Were manufacturers churning out the same Socket A hardware as a year ago, the platform would have significantly less appeal. However, chipset and mobo makers have kept their products up to date, adding new features and functionality to keep Socket A as close to the cutting edge as an Athlon XP can be. Most recently, VIA released a dual-channel KT880 chipset with the same south bridge bells and whistles as VIA's Athlon 64 offerings.
Now it's NVIDIA's turn to update.
To compliment its feature-rich nForce3 250Gb chipset for Athlon 64 processors, NVIDIA is rolling out a new version of its popular nForce2 core logic that brings Serial ATA, Gigabit Ethernet, and a firewall to Socket A motherboards. Read on to see what NVIDIA's new nForce2 Ultra 400Gb chipset is all about and how it compares with the competition.
Introducing a new MCP
As its name implies, the nForce2 Ultra 400Gb is quite similar to the nForce2 Ultra 400. In fact, the two chipsets use the same nForce2 Ultra 400 SPP north bridge, which means they share the same AGP 8X interface, dual-channel DDR400 memory controller, double-pumped 200MHz front-side bus, and bidirectional 8-bit/400MHz HyperTransport chipset interconnect.
The nForce2 Ultra 400Gb finds its disctinctinveness at the south bridge, where NVIDIA's new MCP2-Gb makes its debut. Here's a quick rundown of what the MCP2-Gb brings to the table.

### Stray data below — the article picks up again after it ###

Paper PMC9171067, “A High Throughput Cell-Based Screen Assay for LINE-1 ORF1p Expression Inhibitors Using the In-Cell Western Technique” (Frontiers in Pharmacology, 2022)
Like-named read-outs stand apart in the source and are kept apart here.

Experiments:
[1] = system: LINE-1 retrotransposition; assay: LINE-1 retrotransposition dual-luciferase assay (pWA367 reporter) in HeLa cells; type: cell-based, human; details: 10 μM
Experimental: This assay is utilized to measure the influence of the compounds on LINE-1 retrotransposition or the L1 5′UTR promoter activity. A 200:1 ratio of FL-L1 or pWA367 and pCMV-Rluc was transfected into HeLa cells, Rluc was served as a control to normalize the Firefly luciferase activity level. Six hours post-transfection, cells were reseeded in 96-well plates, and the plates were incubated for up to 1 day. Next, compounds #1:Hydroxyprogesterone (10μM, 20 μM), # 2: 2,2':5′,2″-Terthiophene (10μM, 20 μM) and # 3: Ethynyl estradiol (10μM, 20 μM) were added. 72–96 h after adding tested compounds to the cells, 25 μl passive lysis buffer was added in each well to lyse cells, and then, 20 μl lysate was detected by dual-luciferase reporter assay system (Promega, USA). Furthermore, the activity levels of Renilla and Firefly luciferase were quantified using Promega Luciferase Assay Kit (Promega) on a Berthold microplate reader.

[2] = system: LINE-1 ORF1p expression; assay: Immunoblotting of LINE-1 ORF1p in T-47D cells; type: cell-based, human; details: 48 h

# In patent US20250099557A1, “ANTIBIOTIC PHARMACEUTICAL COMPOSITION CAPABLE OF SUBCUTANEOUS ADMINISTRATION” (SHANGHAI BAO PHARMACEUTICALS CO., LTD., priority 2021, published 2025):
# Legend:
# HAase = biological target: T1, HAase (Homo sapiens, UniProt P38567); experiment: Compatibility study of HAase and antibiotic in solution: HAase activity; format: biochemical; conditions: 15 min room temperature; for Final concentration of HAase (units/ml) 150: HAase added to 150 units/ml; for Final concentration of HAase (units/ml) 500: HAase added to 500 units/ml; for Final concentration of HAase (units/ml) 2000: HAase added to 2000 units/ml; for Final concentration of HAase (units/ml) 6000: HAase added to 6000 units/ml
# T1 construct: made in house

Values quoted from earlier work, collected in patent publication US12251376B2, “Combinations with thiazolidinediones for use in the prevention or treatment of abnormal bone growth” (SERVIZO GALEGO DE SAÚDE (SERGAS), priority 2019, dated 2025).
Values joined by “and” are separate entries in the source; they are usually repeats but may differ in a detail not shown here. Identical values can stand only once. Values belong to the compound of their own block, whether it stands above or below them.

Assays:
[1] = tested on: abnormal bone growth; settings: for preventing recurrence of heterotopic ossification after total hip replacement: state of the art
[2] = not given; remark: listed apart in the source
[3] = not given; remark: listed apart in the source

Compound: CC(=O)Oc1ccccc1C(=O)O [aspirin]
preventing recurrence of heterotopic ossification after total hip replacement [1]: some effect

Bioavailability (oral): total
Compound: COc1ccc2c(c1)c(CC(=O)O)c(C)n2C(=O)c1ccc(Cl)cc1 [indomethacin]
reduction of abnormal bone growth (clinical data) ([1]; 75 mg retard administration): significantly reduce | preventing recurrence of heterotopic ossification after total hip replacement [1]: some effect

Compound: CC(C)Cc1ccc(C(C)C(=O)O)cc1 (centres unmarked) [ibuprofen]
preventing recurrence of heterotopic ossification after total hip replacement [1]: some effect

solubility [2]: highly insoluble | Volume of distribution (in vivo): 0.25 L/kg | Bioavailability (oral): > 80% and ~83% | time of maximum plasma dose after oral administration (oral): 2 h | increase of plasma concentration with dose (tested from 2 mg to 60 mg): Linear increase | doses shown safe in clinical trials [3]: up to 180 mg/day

The Ultra 400Gb's RAID support covers RAID 0, 1, 0+1, and JBOD arrays. NVIDIA also includes a fancy RAID management utility with its ForceWare drivers that makes managing and monitoring arrays a snap.
With GigE on-chip, mobo makers won't have to marry third-party Gigabit chips to the pokey PCI bus. However, because the Ultra 400Gb's GigE is on the MCP, it will have to share interconnect bandwidth with other south bridge components, including Serial ATA drives and RAID arrays.
NVIDIA says it has put lots of effort into creating an intuitive and easy-to-use interface that is both simple enough for Joe Sixpack to understand and powerful enough to give enthusiasts plenty of tweaking control. For the uninitiated, the firewall's web interface offers a number of pre-defined security profiles and wizards to walk users through common tasks like opening up ports for IM programs, game servers, and the like. Security enthusiasts who eschew wizards and profiles may appreciate the firewall's ICSA Labs certification, and its support for stateless and stateful inspections, port blocking and filtering, remote administration, DHCP blocking, and protection against spoofing, sniffing and ARP cache poisoning.
NVIDIA says it's working with developers to make third-party firewall software take advantage of the Gb's hardware firewall hooks.
|New Need for Speed looks like a lean, mean machine||65|
|Friday night topic: how dinosaurs probably looked||24|
|Thermaltake's Suppressor F51 mid-tower looks a tad familiar||2|
|Umbra action RPG uses Megascans tech to glorious effect||17|
|Deal of the week: 27'' AHVA monitor for $300, The Witcher 3 for $39||17|
|F1 2015 offers a new formula for racing fans||8|
|The Witcher 3 developer explains controversial graphics downgrade||39|
|Frostbite engine lead teases next-gen Radeon||34|